Friday, September 14, 2012

a letter to the absent Chip


Dear Chip,

In the week that you've been gone, your son:
-Broke the cord to our internet wifi hotspot thingie by ripping it off the wall
-Tore up the carpet by the upstairs bathroom (piece by little bitty piece)
-Knocked over an entire (freshly pumped) bottle of breast milk
-Spilled a glass of water

Has tried to eat:
-My chicken and cheese enchiladas
-The brownie right off my plate
-His sister's cereal
-French fries
-Salted pretzel caramel ice cream
-My flip flops
-His sister's stuffed Piglet
-Several books
-A Costco magazine
-A dinner napkin
-A ballpoint pen
-The cat

Has NOT eaten:
-A single bit of the rice cereal I've been trying to feed him

He has also contracted a cold, wouldn't sleep very well, and generally continued to be charming and adorable.  In spite of himself.

He misses you.  As does his mother.  And sister.

This place just isn't the same without you,

Tuesday, September 11, 2012

never small on 9/11

Last night's late-night post seems irreverent today.  The light of day (no matter how dazzling and beautiful) can make things like that seem so small when so many families grieve on an occasion such as this.

Makes me think about the anniversary of any death: how the world shrinks to the space around you, while everyone else is complaining about their taxes or trying to figure out when they'll take that family vacation and you're richocheting against the walls of the smallest prison, pain so intense you can hardly breathe.

My attempt to honor that pain and give space in the debris for the way you mourn, however that way may be.

Hold your loved ones close and know that they do the same, whether they're here or in heaven.

not about spider monkeys

Do not ask me why I'm awake at 12:38 in the morning researching natural predators of spider monkeys. 

Though since I am awake and tired I will tell you that spider monkeys are pretty cute.

Have I mentioned that I'm tired?  And also a solo parent for the entire week while my husband attends a conference in picturesque Mesquite, Utah?  (or is that in Nevada?)

I took Max to his 6-month check-up yesterday.  That kid is going to be solely responsible for ruining what was left of my posture.  17 pounds and it's all muscle.  He's crawling.  Yes, crawling.  That doesn't seem right.  Something else that doesn't seem right is the fact that I have a feeling he's going to be walking by the time he's nine months.  Mark my words.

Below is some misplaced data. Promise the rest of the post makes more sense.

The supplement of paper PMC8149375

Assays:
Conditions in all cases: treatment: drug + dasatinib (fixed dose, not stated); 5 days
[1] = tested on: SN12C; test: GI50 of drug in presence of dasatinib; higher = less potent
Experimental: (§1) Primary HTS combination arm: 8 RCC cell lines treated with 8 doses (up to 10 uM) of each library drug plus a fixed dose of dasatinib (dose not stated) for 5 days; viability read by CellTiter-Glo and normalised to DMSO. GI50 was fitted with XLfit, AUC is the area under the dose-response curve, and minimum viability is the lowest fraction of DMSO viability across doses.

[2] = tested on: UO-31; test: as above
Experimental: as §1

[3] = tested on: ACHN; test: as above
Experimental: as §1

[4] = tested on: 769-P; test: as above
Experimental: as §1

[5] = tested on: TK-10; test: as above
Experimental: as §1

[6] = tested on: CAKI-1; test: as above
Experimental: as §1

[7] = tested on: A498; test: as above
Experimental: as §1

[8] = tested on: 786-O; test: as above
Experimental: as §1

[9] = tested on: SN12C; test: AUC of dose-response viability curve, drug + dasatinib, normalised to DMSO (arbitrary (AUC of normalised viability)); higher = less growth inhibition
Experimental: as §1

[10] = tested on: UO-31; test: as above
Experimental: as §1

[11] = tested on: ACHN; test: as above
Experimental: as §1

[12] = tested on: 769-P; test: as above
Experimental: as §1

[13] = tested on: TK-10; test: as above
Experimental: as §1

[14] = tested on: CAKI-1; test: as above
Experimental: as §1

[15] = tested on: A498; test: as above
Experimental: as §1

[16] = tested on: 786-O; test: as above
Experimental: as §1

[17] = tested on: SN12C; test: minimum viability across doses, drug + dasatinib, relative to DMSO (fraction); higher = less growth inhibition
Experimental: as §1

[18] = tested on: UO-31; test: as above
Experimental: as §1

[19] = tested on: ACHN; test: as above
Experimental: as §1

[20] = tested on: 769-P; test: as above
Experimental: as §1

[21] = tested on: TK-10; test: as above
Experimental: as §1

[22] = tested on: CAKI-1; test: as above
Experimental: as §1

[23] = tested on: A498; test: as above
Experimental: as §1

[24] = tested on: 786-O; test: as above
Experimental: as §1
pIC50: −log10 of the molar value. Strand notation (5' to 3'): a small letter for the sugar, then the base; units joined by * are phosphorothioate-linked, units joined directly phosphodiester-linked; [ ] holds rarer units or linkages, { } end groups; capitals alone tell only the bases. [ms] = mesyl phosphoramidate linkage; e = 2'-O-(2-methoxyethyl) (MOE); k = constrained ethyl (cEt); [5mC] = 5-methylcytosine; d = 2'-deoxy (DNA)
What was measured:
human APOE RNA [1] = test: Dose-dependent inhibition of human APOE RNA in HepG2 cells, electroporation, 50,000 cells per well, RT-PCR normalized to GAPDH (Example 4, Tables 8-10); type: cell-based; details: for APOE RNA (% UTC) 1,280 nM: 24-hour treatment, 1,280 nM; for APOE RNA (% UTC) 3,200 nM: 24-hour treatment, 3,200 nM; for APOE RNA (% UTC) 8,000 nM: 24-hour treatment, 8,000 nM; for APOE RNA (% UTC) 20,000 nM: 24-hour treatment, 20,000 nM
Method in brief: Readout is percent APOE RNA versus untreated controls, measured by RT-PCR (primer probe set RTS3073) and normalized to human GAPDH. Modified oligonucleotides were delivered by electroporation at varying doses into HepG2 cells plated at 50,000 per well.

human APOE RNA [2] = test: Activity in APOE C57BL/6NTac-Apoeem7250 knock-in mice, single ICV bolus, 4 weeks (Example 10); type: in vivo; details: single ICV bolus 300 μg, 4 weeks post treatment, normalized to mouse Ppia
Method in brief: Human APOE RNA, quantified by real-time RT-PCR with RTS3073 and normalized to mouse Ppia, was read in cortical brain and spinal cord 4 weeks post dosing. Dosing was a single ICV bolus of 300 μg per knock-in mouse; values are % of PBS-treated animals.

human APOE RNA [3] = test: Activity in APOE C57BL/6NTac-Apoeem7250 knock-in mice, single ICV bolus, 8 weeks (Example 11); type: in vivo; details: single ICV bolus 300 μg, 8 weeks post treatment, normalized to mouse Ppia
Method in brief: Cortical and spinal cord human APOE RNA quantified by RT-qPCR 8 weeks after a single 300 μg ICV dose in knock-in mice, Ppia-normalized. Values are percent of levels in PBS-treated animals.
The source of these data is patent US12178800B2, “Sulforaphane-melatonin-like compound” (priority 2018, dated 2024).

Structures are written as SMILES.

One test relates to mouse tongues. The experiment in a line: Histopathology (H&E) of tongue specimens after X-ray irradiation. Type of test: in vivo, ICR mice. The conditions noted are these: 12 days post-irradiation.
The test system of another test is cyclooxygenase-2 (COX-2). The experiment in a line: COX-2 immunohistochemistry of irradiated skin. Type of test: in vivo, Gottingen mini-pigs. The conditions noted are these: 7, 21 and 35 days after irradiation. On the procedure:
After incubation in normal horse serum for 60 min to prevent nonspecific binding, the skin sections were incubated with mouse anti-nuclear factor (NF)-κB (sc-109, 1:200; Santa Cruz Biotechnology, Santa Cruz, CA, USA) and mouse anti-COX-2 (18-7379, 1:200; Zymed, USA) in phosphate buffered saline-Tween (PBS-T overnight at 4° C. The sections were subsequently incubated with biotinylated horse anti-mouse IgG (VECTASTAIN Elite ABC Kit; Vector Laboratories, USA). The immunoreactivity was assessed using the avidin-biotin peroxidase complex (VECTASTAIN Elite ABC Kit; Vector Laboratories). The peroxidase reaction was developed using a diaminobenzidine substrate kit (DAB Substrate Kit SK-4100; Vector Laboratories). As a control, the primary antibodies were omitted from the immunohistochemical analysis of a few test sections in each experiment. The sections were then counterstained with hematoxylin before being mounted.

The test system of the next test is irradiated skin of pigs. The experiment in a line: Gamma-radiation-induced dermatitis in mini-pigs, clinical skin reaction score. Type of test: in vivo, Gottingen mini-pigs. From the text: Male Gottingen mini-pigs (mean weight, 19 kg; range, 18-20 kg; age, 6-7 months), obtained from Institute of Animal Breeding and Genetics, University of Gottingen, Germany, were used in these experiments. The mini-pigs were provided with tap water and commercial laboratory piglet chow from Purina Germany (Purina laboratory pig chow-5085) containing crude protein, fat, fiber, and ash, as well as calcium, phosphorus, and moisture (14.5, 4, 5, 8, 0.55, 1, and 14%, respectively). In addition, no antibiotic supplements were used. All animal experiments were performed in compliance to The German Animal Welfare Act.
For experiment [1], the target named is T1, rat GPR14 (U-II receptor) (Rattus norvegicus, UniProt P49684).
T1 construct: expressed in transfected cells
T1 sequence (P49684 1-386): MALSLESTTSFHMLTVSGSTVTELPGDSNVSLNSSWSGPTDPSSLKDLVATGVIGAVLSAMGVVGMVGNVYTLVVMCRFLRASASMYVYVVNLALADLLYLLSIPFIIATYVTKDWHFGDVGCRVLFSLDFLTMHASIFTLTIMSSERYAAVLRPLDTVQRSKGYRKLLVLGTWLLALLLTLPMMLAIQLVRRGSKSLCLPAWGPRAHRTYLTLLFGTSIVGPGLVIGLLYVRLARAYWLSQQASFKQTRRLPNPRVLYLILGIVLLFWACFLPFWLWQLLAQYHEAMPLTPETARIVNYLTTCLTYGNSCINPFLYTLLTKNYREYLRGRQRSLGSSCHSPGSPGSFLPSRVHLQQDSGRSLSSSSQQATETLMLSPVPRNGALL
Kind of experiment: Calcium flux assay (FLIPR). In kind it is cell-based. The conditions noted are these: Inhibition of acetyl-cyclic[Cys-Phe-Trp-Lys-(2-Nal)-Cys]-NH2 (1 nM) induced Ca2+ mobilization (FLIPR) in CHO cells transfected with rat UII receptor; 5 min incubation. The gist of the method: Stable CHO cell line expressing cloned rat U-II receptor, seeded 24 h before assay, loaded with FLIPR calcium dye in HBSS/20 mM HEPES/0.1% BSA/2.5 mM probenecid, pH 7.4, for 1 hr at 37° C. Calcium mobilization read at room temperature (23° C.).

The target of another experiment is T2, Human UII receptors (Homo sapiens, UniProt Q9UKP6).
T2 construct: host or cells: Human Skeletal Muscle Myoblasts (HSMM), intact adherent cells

You guys have asked me how Alice is doing, how she likes her baby brother.  That can be its own post, but the short answer is that she loves it.  And loves him.  Loves him so much that I'm frequently shouting DON'T LAY ON THE BABY and DON'T ROLL OVER ON HIM and DON'T PUT YOUR FEET ON THE BABY.  Secretly I think that baby would let her carry him around in her purse if she could.  He adores his big sissy, breaks into the most awesome smile whenever he see her.

And now I'm feeling sleepy again and thinking I should heed the bodily warning since a little wee Max boy is going to need my conscious attention in about six hours.

See you on the other side.

Thursday, September 6, 2012

fits and starts


I am officially a c-section mother.  It's taken me almost 6 months to say that - the days following Max's birth were flooded with life events that pushed documentation to the background.  His birth story sits unfinished in Blogger.  For the sake of this post actually getting written, suffice it to say that when the post-op doctor came to my room after a 13-hour labor and emergency c-section, she said without preamble: Don't try a vbac next time.  Just head straight for scheduling a C.

All of this meant to tell you that I do my best to be a c-section supporter.  It's what my body and babies need, I guess, and so I go with the flow.  HOWEVER, there is one thing that really bothers me about the c-section: the fuzzy-headed fog of disconnect that invariably lasts for days.  Even when you think you're getting clear, the pain of recovery wraps your body in a zig-zag of haze.

I don't know if it's indicative of the c-section alone, or if it's simply a body's way of learning how to connect the dots of relationships when everything has been rewired.  Does every new mother go through this?

And with a second one, the disconnect is intensified.  Relearning how to be in the house, in my body, in the world.  All the while tending to the needs of not one but two small beings.

It's taken nearly six months and I'm still not quite there.

I tried to set myself up with a list of expectations: those things that need to be done to live inside the space I call my life.  Taking care of Alice, of Max, of Chip.  Doing housework and cleaning toilets.  Occasionally making dinner.  Showering.  Doing work for my church.  My part-time job.  Family relationships.  As the circle grows wider, we come to things like Alice's 2nd year of our preschool co-op, service for others, sewing.  Then there are the outlying goals of exercise, gardening, eating healthy.  This blog pushes farther back on that list but I find that it fills my mind even as I try to tell myself that it's okay, it's another layer of life stuff that will eventually be able to fit inside my day.

If I think of The Creamery as simply a journal then it doesn't make sense why I haven't come back sooner.  But it isn't that simple, it never is.  The Creamery has always been more than that to me.  It's an interactive journal, a small space on the internet where I've met so many of you.  And I've said it before: I miss you.  Even when I don't show it.  Even when I don't respond to emails.  Even when it takes me two months to post after Phoebe's death.  I do miss you.

And I want to be better about showing it.

Life goes on.  This space has sat empty and lonely.  I'm going to fix that.